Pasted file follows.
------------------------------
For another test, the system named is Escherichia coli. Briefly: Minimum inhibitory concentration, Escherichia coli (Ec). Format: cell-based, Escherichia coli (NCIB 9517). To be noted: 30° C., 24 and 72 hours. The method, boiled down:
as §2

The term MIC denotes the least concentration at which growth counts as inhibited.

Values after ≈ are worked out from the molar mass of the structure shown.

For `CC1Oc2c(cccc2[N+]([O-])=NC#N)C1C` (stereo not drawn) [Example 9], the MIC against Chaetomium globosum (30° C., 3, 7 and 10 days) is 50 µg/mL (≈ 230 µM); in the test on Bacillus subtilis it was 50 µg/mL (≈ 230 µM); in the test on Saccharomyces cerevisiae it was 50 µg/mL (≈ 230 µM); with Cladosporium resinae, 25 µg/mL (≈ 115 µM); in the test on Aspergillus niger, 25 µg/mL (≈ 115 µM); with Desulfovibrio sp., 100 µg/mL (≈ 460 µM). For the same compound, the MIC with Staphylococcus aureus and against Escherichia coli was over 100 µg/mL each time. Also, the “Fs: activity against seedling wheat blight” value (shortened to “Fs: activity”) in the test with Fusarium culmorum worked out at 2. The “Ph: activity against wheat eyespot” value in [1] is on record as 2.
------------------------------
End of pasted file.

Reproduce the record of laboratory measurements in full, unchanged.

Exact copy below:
For another test, the system named is Escherichia coli. Briefly: Minimum inhibitory concentration, Escherichia coli (Ec). Format: cell-based, Escherichia coli (NCIB 9517). To be noted: 30° C., 24 and 72 hours. The method, boiled down:
as §2

The term MIC denotes the least concentration at which growth counts as inhibited.

Values after ≈ are worked out from the molar mass of the structure shown.

For `CC1Oc2c(cccc2[N+]([O-])=NC#N)C1C` (stereo not drawn) [Example 9], the MIC against Chaetomium globosum (30° C., 3, 7 and 10 days) is 50 µg/mL (≈ 230 µM); in the test on Bacillus subtilis it was 50 µg/mL (≈ 230 µM); in the test on Saccharomyces cerevisiae it was 50 µg/mL (≈ 230 µM); with Cladosporium resinae, 25 µg/mL (≈ 115 µM); in the test on Aspergillus niger, 25 µg/mL (≈ 115 µM); with Desulfovibrio sp., 100 µg/mL (≈ 460 µM). For the same compound, the MIC with Staphylococcus aureus and against Escherichia coli was over 100 µg/mL each time. Also, the “Fs: activity against seedling wheat blight” value (shortened to “Fs: activity”) in the test with Fusarium culmorum worked out at 2. The “Ph: activity against wheat eyespot” value in [1] is on record as 2.